Labour never lets the opportunity to shoot itself in the foot to be lost. Just when it had the National Party on the ropes over the Todd Barclay debacle, it jumps into the ring to self-flagellate.

The yarn is about as inconsistent as Bill English was earlier in the week over what he did and didn't know about the dispute in his old electorate office of Clutha-Southland where he was the MP for 24 years before becoming a party hack.

It involves 85 foreign students being brought into the country by Labour to campaign for it in the run-up to the election.


Nothing wrong with that, but it is a bit rich coming from a party that just a few weeks ago launched its immigration policy which centres on getting rid of up to 30,000 foreign students who they said were taking jobs from Kiwis.

But worse still is the claim from the man behind the scheme, the former chief of staff from the leader's office Matt McCarten, who'd always claimed the scheme to get more people on the electoral roll was non partisan.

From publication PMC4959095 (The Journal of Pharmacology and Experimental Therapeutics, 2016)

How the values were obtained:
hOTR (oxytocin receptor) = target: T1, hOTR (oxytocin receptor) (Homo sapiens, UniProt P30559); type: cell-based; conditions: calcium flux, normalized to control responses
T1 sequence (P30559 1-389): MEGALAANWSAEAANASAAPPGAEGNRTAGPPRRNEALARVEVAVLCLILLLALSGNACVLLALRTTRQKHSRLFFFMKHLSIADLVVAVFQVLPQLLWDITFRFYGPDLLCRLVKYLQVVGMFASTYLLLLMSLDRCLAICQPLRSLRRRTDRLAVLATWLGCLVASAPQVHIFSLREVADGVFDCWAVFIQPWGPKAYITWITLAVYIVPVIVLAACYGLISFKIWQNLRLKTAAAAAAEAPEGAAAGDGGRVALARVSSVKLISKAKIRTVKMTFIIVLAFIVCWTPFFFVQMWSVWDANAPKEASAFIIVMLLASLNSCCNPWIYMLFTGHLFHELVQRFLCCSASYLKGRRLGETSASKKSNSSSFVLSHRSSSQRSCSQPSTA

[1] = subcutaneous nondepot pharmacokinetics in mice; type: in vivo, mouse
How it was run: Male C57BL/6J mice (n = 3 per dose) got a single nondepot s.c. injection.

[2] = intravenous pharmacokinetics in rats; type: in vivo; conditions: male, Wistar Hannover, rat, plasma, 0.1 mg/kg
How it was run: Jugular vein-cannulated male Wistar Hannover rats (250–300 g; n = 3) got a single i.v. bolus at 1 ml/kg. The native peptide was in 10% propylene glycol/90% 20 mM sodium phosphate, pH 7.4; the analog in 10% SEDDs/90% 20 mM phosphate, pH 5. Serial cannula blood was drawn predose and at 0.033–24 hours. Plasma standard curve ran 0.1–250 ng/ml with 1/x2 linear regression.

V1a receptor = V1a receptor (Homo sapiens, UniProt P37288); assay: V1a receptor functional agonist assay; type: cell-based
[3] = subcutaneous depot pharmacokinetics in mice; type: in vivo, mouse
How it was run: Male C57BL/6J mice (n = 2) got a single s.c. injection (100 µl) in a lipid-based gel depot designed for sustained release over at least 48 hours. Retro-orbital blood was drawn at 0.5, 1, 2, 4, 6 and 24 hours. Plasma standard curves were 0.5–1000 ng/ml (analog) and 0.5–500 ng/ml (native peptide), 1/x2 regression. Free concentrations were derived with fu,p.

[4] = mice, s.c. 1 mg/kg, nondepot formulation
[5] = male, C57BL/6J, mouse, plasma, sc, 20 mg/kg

In his press statement after the real nature of the scheme was exposed he said it was more popular than he'd anticipated with so many students clamouring to come here.

Going from what McCarten described as just a supporter, Labour says it stepped in a few days ago to take over the scheme because it'd become all too much for the former staffer.

Yeah well that doesn't gel with the ads inviting the students to come here that were placed on foreign university websites.

They're headlined as a Labour Party campaign fellowship in New Zealand, telling the students they'd be Auckland-based, they'd have to commit to six weeks between now and the election, work up to 40 hours a week doorknocking and the like, for no pay. In return they'd get basic groceries and accommodation.

Some of them turned their noses up at the accommodation, on a marae in the city, and they feel short-changed and want to go home. Now Labour could be left footing that bill.

In the understatement of the week, although that's debatable, Andrew Little said it was embarrassing.

His political opponents were rubbing their hands with glee. Immigration specialist Winston Peters said they should all resign, including Bill English, with the Maori Party's rent-a-quote Marama Fox calling it slavery.

So the week's ended with the burning question Todd who? True, even Labour's Stuart Nash, old enough to be the MP's father, was wrongly identified as the beleaguered Barclay.